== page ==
These excessive vocalizations among cats are symptoms of medical problems. These are the ways your cat knows how to vocalize and let you know of its discomfort and pain.
Along with the usual early symptoms of distemper in cats that we listed above, upper respiratory infections are also common because they are weak enough to battle the feline distemper virus. Kittens are more badly affected. If left untreated, in a matter of a few days, cats will start to display additional symptoms that are more severe like the following…
5. Nasal Discharge
As mentioned earlier, this disease attacks the bone marrow. The major function of white blood cells is to battle infections. The problem is that the virus suppresses the production of white blood cells in the bone marrow. This is why an infected cat easily catches bacterial infections during the advanced stage of the disease.
The symptoms of distemper in cats that you should not ignore are having a hard time breathing, runny nose, and excessive sneezing. These symptoms are due to secondary bacterial infection/s as a result of suppressed white blood cell production.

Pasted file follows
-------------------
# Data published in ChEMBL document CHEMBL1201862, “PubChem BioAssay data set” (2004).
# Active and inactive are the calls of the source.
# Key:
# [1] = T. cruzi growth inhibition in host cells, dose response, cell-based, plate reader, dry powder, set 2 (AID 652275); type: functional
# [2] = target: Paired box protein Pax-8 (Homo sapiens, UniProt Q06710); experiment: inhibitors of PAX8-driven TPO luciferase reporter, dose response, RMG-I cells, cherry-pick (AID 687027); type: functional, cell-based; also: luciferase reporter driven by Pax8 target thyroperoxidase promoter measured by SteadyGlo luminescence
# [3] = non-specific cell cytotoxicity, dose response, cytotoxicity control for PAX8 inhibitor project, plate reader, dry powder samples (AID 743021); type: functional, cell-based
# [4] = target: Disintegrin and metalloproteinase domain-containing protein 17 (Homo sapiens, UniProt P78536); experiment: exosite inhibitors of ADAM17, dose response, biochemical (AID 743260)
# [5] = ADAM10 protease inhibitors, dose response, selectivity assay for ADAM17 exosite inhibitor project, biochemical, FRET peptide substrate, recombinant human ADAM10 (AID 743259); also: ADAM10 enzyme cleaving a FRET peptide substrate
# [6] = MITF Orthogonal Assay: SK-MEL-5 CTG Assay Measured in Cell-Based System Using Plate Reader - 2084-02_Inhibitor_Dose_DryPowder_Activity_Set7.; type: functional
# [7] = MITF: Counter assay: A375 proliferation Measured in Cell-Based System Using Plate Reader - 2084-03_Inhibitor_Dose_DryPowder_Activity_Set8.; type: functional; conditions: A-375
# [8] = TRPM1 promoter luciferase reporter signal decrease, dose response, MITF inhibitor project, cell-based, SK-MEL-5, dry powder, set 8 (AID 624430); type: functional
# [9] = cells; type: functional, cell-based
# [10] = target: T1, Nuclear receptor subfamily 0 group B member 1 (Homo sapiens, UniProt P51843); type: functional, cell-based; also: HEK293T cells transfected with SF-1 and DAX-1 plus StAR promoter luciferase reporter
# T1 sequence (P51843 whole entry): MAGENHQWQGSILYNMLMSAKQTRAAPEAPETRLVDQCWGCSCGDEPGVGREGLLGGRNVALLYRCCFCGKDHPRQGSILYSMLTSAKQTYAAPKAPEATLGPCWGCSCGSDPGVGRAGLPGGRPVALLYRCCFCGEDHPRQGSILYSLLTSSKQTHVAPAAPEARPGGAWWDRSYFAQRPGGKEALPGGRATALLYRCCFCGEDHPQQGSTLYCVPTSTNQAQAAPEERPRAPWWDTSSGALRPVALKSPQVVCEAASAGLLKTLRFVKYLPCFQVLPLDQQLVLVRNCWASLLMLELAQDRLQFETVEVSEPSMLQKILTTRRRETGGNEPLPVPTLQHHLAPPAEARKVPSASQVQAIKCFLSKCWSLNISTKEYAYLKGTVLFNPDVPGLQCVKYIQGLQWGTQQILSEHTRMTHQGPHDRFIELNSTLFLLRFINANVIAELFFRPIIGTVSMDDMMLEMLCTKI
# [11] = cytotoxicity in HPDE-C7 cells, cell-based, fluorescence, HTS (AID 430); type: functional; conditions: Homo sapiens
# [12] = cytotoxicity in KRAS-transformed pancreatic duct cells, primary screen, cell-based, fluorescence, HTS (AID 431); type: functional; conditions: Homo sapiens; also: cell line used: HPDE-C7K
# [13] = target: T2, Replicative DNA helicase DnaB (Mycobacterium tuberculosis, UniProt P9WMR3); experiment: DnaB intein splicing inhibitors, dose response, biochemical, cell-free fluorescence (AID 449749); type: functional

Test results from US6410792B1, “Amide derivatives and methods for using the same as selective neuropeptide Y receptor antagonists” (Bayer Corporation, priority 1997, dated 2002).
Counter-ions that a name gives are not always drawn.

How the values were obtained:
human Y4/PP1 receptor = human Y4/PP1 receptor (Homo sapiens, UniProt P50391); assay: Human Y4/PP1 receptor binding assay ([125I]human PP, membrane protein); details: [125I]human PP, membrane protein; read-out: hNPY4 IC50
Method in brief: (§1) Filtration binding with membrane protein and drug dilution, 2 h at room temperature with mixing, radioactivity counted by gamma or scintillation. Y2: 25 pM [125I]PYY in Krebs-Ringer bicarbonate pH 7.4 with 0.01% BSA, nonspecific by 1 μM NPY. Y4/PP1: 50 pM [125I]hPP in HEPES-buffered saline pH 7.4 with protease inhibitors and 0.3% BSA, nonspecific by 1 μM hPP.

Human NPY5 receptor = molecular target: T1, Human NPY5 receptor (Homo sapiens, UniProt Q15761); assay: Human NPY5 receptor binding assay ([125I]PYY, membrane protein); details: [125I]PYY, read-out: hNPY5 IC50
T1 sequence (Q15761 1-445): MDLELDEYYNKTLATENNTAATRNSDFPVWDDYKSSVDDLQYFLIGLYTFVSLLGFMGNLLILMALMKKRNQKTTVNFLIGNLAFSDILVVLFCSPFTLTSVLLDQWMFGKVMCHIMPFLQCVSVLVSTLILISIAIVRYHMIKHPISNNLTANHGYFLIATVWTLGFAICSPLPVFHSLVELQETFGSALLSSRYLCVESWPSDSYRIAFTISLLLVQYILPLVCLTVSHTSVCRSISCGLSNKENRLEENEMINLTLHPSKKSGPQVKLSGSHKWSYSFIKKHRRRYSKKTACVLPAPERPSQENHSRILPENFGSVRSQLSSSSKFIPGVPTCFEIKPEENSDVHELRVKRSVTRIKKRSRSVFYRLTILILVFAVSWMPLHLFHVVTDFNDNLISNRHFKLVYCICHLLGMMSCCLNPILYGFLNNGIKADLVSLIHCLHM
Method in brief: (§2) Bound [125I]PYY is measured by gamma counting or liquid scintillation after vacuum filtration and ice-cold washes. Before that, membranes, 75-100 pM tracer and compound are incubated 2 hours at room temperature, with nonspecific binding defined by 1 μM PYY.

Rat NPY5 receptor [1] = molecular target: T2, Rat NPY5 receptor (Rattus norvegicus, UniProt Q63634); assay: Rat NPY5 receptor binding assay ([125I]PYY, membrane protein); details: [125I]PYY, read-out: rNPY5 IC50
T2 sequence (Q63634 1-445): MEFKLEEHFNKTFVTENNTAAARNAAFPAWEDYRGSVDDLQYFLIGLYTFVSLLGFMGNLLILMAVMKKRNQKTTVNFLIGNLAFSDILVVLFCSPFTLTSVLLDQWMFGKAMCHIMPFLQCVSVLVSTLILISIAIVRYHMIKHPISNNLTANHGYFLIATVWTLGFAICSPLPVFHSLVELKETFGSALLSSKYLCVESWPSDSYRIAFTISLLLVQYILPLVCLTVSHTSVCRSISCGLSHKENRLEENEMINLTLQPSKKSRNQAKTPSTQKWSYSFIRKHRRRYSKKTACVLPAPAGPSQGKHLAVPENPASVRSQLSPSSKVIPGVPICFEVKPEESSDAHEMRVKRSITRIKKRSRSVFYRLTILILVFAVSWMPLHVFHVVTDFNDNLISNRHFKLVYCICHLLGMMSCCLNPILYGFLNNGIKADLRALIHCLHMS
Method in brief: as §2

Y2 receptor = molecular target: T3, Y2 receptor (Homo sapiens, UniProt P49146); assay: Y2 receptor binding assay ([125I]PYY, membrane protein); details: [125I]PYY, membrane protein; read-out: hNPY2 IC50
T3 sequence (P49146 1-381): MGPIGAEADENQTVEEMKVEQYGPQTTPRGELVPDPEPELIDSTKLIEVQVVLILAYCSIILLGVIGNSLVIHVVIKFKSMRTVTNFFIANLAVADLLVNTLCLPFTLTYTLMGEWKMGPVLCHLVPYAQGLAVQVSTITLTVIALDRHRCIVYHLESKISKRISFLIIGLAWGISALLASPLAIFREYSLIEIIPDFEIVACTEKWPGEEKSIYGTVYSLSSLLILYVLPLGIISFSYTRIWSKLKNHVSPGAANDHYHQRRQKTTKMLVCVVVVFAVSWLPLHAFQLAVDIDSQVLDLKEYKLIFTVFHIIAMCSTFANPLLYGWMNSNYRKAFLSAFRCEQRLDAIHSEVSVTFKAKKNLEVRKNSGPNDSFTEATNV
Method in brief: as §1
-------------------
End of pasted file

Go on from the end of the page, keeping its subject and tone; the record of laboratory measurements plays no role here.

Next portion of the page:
Since the bone marrow is greatly affected by feline distemper, it does not only reduce the number of white blood cells but the red blood cells, as well. The bone marrow is the one that produces the red blood cells, the function of these cells is to transport oxygen to various parts of your cat’s system.
Since the distemper virus reduces the number of red blood cells, anemia can set in.
7. Vomiting and Diarrhea
After the virus attacked the bone marrow, its next agenda is the intestinal cells.
The virus causes ulceration in the intestinal area. This is why an infected cat may soon begin to vomit. If your cat is infected with the virus and it is not touching its food, what you will see is that it will vomit a clear liquid. And, If your cat is also not taking any fluids at all, you will hear episodes of dry heaving.